New technology trials to enhance bus accessibility across New South Wales

Posted: 26 April 2024 | | No comments yet

New technologies trialled in NSW aim to enhance bus accessibility for vision-impaired and mobility-challenged passengers, empowering them to use public transport more independently.

New technology trials to enhance bus accessibility across New South Wales

Credit: Transport for New South Wales

In a bid to improve accessibility and support for individuals with visual impairment or mobility challenges, new technologies are being trialled in selected regions across New South Wales (NSW), Australia. The initiative, spearheaded by Transport for NSW through its Open Data programme, aims to explore innovative ways to make public transport more inclusive and user-friendly.

Simone Roberts, Executive Director of Advanced Analytics and Insights at Transport for NSW, highlighted the importance of this initiative, stating, “Catching public transport can be daunting for members of the community who live with vision impairment or reduced mobility, and we want to make their journeys as comfortable and smooth as possible.”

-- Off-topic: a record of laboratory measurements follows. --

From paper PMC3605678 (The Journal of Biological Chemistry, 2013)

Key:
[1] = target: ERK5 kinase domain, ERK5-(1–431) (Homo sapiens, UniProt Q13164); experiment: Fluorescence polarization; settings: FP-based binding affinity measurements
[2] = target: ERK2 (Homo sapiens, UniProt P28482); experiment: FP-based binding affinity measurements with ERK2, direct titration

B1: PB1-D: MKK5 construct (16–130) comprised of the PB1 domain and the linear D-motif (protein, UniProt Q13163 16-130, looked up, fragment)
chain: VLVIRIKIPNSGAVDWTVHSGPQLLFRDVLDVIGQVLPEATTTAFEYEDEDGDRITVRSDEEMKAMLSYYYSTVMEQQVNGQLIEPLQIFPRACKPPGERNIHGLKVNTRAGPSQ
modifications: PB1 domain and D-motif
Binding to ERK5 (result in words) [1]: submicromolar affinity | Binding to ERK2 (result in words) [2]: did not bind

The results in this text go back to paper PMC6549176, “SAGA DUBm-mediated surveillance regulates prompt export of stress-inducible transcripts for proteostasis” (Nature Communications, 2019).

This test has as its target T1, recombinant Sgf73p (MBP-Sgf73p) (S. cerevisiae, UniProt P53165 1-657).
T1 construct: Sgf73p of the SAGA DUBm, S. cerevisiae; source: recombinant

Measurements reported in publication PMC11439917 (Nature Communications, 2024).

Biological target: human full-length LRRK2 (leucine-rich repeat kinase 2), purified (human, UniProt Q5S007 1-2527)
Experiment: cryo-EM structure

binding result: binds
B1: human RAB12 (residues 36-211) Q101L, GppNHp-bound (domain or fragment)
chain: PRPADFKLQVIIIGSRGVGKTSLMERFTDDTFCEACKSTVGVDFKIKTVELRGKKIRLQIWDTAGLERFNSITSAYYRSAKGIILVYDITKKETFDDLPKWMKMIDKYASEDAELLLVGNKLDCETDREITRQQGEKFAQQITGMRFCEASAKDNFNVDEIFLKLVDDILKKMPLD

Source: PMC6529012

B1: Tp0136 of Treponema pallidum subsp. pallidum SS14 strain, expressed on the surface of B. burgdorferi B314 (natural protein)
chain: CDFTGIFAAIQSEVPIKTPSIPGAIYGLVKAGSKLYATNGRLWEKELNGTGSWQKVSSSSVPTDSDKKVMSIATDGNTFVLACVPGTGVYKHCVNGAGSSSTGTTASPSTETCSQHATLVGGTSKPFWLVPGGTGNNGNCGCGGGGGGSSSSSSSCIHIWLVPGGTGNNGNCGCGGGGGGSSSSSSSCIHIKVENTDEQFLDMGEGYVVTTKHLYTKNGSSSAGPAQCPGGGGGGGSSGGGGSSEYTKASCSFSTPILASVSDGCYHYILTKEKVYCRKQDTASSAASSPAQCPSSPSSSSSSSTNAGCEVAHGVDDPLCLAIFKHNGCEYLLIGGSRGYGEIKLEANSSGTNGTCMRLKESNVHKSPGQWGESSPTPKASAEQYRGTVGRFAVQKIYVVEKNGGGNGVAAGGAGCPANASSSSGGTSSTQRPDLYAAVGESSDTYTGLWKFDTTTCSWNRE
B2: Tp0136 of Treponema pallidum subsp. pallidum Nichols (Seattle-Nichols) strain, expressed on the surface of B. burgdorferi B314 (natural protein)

The Bus Boarding Assist Innovation Challenge, part of this effort, seeks to leverage data and technology to address common challenges faced by passengers with disabilities. These challenges include signalling the bus driver, requesting assistance like a boarding ramp, and knowing when to alert the driver about upcoming stops.

Two companies, SAGE Automation and Hailo, have been selected to participate in this innovation challenge. They are developing smartphone applications designed to empower customers with vision impairment or reduced mobility to access bus services more independently.

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SAGE Automation, in collaboration with Busways, is trialling its ‘See Me’ app in Port Macquarie. Meanwhile, Hailo is working with operators in Tweed Heads, Queanbeyan, and Sydney’s Northern Beaches. The trials are scheduled to conclude in June 2024.

Explaining the functionality of these apps, Roberts noted that they connect to the bus’s on-board system, digitally notifying the driver in advance of specific passenger needs. For instance, this could involve preparing a boarding ramp for individuals with limited mobility.

“The findings from the trials will help us to understand the effectiveness of using this type of technology in improving the experience for both the passenger and driver, as well as inform future needs for bus technology and systems to support accessibility of our public transport services,” Roberts said.